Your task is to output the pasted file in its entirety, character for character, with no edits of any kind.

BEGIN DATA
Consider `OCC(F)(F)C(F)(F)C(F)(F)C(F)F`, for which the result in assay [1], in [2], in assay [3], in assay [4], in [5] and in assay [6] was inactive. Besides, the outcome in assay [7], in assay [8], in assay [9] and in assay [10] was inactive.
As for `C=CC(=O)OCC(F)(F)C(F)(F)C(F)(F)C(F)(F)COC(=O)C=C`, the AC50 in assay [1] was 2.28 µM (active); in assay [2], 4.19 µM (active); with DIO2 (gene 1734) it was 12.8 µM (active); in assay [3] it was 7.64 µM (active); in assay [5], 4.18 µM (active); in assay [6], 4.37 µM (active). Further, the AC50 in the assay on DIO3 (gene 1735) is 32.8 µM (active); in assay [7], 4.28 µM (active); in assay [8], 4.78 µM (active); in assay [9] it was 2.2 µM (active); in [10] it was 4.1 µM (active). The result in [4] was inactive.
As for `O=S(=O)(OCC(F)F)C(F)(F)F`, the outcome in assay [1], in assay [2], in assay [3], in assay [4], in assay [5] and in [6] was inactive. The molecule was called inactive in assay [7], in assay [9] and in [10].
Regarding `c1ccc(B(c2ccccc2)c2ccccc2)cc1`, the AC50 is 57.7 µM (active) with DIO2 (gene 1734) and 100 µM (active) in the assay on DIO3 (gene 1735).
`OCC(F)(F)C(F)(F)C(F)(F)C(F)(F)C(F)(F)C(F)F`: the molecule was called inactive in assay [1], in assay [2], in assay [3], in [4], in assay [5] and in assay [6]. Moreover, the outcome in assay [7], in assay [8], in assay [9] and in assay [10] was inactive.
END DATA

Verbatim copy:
Consider `OCC(F)(F)C(F)(F)C(F)(F)C(F)F`, for which the result in assay [1], in [2], in assay [3], in assay [4], in [5] and in assay [6] was inactive. Besides, the outcome in assay [7], in assay [8], in assay [9] and in assay [10] was inactive.
As for `C=CC(=O)OCC(F)(F)C(F)(F)C(F)(F)C(F)(F)COC(=O)C=C`, the AC50 in assay [1] was 2.28 µM (active); in assay [2], 4.19 µM (active); with DIO2 (gene 1734) it was 12.8 µM (active); in assay [3] it was 7.64 µM (active); in assay [5], 4.18 µM (active); in assay [6], 4.37 µM (active). Further, the AC50 in the assay on DIO3 (gene 1735) is 32.8 µM (active); in assay [7], 4.28 µM (active); in assay [8], 4.78 µM (active); in assay [9] it was 2.2 µM (active); in [10] it was 4.1 µM (active). The result in [4] was inactive.
As for `O=S(=O)(OCC(F)F)C(F)(F)F`, the outcome in assay [1], in assay [2], in assay [3], in assay [4], in assay [5] and in [6] was inactive. The molecule was called inactive in assay [7], in assay [9] and in [10].
Regarding `c1ccc(B(c2ccccc2)c2ccccc2)cc1`, the AC50 is 57.7 µM (active) with DIO2 (gene 1734) and 100 µM (active) in the assay on DIO3 (gene 1735).
`OCC(F)(F)C(F)(F)C(F)(F)C(F)(F)C(F)(F)C(F)F`: the molecule was called inactive in assay [1], in assay [2], in assay [3], in [4], in assay [5] and in assay [6]. Moreover, the outcome in assay [7], in assay [8], in assay [9] and in assay [10] was inactive.